“Which young lady are you talking about and which job?” I asked, sounding very puzzled. I had not spoken to this woman in a while yet the conversation sounded as if it had a prelude.

“Your cousin,” she said the name. “Here, talk to her.” She handed the phone to the young lady in question. From her tone of voice I could tell she was somewhere in her mid to late twenties. I didn’t know who she was, but she sounded as if she knew me.

“Where is your work place?” The young lady asked, very matter-of-factly.

I gave her directions, against my better judgement. I was still confused. Nothing seemed to make sense.

“But what do you want with my work address?” I asked. “I only recently changed jobs and I am not in HR so I cannot give you any job. There is no need for you to come to my office.” I desperately tried to get my point across, switching from English to Bemba.

“Don’t you know any people that are looking to hire anyone?” The young lady asked.

“Like I said, I am new and I don’t know that many people here yet.” I answered.

“I can do all sorts of jobs…” The young lady was trying to explain before I cut her off.

“I am really sorry I can’t help you.”

“How many buses do I need to take from town to your office?” She asked.

My mouth fell wide open, my words stuck somewhere in my throat from the shock of it all. I felt like I was talking to a wall.

When I finally regained my senses, “I do not think there is any need for you to waste your transport money coming all the way to my workplace,” I said. “There is nothing I can do for you at this point.”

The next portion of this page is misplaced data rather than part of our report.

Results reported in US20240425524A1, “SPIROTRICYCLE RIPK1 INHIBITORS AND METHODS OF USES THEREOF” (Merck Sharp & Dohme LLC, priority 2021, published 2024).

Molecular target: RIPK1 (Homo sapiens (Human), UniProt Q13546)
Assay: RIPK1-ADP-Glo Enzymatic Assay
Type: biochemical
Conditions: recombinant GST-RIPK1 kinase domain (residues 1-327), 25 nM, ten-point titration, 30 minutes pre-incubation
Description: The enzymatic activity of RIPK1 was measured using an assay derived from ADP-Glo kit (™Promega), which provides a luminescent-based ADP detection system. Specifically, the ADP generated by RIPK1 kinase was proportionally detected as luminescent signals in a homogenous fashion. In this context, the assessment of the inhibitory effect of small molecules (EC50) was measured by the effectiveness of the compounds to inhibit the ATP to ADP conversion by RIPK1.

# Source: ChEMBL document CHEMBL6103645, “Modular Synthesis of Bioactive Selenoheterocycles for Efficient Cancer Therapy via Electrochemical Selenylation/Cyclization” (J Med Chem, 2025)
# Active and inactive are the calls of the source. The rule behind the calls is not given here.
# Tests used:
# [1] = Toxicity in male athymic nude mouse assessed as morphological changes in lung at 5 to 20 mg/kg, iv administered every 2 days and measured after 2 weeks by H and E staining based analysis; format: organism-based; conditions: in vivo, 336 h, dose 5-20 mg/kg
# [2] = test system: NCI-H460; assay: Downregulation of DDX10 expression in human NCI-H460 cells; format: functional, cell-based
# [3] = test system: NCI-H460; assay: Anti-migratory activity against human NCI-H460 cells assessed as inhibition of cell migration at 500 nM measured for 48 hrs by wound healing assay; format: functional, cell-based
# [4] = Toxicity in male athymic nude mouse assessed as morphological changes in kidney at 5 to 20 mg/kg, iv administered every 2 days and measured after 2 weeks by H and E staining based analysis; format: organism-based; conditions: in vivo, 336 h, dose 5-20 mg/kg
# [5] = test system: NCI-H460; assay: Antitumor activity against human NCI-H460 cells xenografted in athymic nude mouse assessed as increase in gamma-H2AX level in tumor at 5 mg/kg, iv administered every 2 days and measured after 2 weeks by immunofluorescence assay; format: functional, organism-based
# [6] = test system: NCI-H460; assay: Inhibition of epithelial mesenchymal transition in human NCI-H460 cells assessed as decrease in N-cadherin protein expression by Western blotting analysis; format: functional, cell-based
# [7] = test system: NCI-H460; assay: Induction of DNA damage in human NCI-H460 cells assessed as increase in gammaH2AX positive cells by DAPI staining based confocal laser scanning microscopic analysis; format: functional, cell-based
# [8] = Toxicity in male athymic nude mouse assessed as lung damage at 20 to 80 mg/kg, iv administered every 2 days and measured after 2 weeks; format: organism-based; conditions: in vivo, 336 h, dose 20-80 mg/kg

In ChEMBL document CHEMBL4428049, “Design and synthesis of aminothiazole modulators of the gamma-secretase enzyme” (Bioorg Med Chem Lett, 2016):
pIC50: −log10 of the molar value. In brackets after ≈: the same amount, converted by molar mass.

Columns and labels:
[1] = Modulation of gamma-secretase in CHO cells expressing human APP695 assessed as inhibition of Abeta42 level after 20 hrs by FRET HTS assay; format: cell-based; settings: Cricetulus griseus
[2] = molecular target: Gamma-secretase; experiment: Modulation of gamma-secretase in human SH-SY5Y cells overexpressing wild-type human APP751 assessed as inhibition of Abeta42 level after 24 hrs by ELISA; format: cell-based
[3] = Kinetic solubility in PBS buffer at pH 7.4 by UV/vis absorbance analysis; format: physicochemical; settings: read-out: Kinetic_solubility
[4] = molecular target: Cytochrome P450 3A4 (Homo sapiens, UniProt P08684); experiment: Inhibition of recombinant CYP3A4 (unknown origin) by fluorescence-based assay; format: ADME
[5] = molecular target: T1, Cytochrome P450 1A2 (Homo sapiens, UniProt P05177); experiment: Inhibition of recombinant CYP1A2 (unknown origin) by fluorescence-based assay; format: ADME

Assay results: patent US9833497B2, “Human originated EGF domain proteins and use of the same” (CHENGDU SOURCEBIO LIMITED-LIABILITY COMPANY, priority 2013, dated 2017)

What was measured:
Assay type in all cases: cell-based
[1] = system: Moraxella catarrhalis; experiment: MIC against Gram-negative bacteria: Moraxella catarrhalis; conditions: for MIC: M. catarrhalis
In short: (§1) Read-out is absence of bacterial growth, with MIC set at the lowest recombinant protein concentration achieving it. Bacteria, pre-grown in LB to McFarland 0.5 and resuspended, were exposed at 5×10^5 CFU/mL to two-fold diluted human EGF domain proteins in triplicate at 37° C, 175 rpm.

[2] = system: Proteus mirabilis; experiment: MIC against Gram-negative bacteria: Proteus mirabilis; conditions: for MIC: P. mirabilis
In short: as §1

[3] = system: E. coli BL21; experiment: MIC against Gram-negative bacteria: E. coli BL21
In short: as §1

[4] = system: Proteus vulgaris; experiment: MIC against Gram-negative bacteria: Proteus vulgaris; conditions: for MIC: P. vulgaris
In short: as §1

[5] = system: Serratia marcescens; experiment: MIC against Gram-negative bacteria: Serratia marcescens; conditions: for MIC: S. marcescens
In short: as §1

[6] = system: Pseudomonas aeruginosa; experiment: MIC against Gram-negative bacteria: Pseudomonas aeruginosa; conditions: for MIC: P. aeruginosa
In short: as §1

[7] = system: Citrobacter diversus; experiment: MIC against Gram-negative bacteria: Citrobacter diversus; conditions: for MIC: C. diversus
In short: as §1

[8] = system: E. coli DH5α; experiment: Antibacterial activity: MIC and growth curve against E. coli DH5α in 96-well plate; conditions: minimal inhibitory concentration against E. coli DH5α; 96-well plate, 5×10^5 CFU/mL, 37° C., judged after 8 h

I could hear movement and when my aunt’s voice came back on, it had been the phone changing hands. “I came with this young lady all the way from…” she said the place, “…and I promised her that her relatives in Lusaka will give her a job. If you can’t pick her up from here at least give her directions to your workplace so she can come there.” I do not understand the gymnastics of the Bemba language but it was very clear someone was not pleased with me. I wondered what I did wrong.

She did not understand why despite having a car, I could not go to pick them up from wherever they were, and why I was refusing to give the young lady a job. I cannot even begin to explain the absurdity of it all.

When that conversation ended, I felt like I had lost a couple of pounds or so trying to contain my emotions. I wanted to lash out, I wanted to awaken the past and most of all, I wanted to let them know that my memory was working perfectly.